The abuse of Circassians who’ve remained in Russia continues to this day, according to Human Rights Watch. At least 40 Circassians were detained in a pre-Olympic crackdown on dissent, including about 30 arrested while flying ‘Sochi—The Land of Genocide’ banners in a North Caucasus city.
But Russian Circassians are probably still better off than their Middle Eastern kin, many of whom are reeling from the side-effects of Syria’s implosion.
Turkey is home to much the largest Circassian community in the world at around two million to five million people, but, as in Jordan, it’s struggling to contend with the massive influx of refugees, many of whom arrive with little more than the clothes on their backs.
Families are quick to absorb distant cousins, and those with spare apartments are keen to surrender them to strangers, including Cemal Ishak, but there was no planning for the size of the Syrian exodus.
Until recently, however, it was Turkish Circassians who were reeling from state-sponsored persecution.
“We were not allowed to use our traditional names, because they’re not Turkic names and that didn’t fit with the Turkish idea. Not even [Circassian] first names were acceptable,” said Istanbul-native Sencer Shumaf, whose family was forced to change its name to Busun. It was a similar story in Syria: Lina Shagouj’s surname was replaced with Zakaria.
For much of the 20th century, schoolchildren were banned from learning their native Circassian language, and badly beaten if they disobeyed. Communities were spilt into smaller and smaller units, while signs in villages warned against speaking Circassian in public areas.
“They were meant to forget theirCircassian culture and just become Turks,” said Walter Richmond, an authority on the Caucasus region at Occidential College.
Jordanian Circassians were historically the best positioned in the region. They forged a strong bond with the Hashemite monarchy in its fledgling early days, and subsequently enjoyed decades of royal favor and patronage. As a measure of their loyalty, Circassians still form the King’s personal palace guard.
Nowadays, though, some Circassians feel their position is slipping, and with it the protection their status afforded them.
“We are happy, we like Jordan, but life is becoming more difficult for us here and people are always thinking to get back to the motherland,” said Emad Shubsagh, who like many Circassians works for the royal family, and who was expelled from Russia in 1993 after moving there to study.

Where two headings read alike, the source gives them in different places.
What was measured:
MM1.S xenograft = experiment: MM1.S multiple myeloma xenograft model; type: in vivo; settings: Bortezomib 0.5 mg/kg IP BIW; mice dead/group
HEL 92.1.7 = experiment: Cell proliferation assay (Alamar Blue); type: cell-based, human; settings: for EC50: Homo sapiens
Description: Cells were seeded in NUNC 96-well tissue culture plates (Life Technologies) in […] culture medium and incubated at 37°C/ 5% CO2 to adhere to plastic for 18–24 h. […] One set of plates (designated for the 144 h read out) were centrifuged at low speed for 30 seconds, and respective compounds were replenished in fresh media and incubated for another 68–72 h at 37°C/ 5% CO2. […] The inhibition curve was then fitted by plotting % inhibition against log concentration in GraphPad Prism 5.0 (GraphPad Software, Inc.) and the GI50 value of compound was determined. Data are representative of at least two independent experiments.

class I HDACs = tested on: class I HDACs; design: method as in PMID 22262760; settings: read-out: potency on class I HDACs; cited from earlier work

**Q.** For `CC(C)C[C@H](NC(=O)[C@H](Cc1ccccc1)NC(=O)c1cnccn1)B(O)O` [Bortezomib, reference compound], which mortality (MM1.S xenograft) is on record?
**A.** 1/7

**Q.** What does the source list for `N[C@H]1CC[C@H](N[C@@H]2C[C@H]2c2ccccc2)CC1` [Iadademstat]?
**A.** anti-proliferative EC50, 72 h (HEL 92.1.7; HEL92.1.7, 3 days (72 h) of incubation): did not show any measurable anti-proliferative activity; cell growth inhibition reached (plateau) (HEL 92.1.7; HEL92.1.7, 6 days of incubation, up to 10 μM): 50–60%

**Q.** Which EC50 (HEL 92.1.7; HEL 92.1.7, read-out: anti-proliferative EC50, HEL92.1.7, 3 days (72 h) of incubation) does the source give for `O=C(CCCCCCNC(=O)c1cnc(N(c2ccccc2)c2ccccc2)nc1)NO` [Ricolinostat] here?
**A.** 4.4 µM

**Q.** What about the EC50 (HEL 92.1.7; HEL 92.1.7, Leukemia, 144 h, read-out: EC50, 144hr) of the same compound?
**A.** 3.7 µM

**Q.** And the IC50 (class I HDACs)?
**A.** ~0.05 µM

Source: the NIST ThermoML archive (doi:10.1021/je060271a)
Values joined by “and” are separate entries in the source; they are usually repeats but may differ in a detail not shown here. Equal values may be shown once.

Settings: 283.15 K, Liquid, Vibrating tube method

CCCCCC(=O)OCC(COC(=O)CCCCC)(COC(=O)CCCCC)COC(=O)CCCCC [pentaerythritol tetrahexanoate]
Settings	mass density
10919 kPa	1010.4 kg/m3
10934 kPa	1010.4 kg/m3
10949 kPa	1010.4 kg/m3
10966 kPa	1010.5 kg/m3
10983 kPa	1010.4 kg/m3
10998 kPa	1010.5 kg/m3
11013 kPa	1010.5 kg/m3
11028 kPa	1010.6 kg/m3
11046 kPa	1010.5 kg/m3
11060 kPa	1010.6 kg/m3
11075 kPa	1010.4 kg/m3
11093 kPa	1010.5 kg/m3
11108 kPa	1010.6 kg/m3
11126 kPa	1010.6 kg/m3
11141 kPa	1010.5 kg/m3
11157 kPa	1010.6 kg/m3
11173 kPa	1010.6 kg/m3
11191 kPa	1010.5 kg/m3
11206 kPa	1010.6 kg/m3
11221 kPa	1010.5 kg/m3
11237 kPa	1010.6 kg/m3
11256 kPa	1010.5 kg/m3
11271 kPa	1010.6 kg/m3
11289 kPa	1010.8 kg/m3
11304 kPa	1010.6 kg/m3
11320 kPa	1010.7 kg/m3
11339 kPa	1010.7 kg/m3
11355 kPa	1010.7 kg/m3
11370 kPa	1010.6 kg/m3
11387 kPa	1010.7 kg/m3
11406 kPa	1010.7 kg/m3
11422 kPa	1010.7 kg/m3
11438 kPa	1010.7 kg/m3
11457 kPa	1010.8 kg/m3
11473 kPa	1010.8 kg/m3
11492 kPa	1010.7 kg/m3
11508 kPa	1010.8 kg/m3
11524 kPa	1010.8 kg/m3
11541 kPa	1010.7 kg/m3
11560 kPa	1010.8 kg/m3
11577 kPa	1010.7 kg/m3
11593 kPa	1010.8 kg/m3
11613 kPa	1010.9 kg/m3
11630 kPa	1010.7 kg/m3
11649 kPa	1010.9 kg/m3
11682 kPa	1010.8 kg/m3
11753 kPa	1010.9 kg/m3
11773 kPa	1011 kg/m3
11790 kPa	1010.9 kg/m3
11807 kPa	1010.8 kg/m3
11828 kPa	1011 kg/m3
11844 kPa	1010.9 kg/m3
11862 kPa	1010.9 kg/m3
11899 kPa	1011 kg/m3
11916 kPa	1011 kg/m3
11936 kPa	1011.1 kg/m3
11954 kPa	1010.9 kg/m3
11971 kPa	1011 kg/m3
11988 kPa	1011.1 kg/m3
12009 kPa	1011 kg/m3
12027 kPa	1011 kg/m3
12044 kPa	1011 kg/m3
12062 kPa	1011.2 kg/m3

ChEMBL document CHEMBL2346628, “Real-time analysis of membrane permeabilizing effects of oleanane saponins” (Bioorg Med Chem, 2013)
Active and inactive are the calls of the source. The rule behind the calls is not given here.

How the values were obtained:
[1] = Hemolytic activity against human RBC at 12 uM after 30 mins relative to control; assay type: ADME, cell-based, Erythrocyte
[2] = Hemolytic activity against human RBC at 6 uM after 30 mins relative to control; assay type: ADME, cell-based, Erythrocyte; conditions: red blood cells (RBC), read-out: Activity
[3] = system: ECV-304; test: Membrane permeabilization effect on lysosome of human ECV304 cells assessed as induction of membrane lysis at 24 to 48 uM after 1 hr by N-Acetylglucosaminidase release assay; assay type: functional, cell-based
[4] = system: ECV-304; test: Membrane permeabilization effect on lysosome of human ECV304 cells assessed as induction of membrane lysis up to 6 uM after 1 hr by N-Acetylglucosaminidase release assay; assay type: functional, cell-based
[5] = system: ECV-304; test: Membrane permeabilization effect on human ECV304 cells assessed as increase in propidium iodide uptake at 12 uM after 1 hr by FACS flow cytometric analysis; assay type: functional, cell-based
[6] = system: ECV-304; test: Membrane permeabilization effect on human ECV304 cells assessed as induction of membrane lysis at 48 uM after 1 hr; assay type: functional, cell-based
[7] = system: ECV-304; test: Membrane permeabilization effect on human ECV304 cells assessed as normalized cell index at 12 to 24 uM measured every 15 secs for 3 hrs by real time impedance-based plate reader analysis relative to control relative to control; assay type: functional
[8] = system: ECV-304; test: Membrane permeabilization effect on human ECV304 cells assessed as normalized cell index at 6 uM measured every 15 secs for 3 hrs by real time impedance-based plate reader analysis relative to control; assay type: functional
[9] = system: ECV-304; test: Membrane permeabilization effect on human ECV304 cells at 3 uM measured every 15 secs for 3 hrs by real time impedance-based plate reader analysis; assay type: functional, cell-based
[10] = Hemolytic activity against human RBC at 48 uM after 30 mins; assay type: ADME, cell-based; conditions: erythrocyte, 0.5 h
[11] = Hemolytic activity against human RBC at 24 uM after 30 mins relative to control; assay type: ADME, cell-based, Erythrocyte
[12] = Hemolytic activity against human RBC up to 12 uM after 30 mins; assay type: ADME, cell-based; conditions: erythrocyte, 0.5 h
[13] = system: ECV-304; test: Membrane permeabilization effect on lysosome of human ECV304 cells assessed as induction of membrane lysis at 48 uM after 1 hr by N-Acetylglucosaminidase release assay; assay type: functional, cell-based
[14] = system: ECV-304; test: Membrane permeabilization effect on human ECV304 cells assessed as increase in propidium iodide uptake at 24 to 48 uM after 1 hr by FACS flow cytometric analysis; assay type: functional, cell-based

Suspicion of Circassians is fired in part by their association with Israel.
5000 Circassians live in two villages in the north of the country near the Sea of Galilee, and their trusted status and the relatively unencumbered passage some of them enjoy when crossing the border raises eyebrows among many Jordanians.
It’s their appearance and traditions that really set them apart though.
SomeCircassians have very white skin, blonde hair, and blue eyes and consequently stand out in mostly Arab Jordan. Many drink alcohol, mingle easily with members of the opposite sex and consume large quantities of highly calorific foods cooked to sustain Caucasus mountain herdsmen—including tea made with butter and seasoned with salt and pepper.
“This is all we have. We don’t have a country,” Emad said, as we watched a bevy of young Circassians perform a traditional dance, which is best described as a completely captivating balletic romp across a stage, in an auditorium steps away from the King’s office in the capital of Amman.
Circassians are desperately fearful of losing their traditions, and already many Circassian women wear hijabs, “which is something you never would have seen before,” said Merissa Khurma, who previously worked in the royal household and now organizes a football league in Zaatari refugee camp on the Syrian border.
This fear of excessive assimilation has persuaded much of the community to live in Circassian-only neighborhoods, which fuels anti-Circassian sentiment and breeds resentment of their seemingly insular traditions.
“But we have to do it this way or our culture will go away,” Emad said, gesturing at a row of shops catering to the community in Amman’s leafy Western outskirts. “Either this or we go back to Sochi and that is very difficult.”